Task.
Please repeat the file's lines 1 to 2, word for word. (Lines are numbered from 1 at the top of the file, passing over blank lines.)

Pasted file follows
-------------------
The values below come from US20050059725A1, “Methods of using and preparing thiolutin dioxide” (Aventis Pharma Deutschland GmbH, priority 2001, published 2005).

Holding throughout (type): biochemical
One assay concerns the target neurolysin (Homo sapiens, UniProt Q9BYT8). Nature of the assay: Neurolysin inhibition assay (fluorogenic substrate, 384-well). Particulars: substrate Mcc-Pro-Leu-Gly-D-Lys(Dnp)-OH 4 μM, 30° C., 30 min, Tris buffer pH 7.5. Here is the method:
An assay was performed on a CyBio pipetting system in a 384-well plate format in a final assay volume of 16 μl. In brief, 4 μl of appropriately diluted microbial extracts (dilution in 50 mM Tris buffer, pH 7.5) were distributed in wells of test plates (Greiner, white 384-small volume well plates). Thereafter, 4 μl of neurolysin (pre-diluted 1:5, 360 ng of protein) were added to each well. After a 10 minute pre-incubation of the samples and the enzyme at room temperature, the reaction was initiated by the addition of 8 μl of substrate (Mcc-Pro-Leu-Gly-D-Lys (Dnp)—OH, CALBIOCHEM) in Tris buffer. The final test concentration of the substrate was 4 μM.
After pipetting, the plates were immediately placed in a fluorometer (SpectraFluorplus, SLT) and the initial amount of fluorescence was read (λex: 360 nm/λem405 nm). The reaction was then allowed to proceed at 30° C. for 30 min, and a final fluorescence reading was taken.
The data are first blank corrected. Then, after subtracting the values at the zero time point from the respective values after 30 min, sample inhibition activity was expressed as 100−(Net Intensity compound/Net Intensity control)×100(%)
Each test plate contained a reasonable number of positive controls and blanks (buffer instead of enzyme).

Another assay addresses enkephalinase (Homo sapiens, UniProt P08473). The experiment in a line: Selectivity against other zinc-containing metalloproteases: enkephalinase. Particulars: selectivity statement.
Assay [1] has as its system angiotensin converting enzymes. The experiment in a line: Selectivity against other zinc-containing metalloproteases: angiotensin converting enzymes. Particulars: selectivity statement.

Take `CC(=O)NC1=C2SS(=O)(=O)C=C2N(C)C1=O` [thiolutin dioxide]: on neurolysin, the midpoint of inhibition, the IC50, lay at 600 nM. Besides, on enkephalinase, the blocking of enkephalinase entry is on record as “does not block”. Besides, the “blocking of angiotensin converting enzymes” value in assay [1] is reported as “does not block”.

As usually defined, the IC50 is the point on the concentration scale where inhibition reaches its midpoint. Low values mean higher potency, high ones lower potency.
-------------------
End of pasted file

The values below come from US20050059725A1, “Methods of using and preparing thiolutin dioxide” (Aventis Pharma Deutschland GmbH, priority 2001, published 2005).

Holding throughout (type): biochemical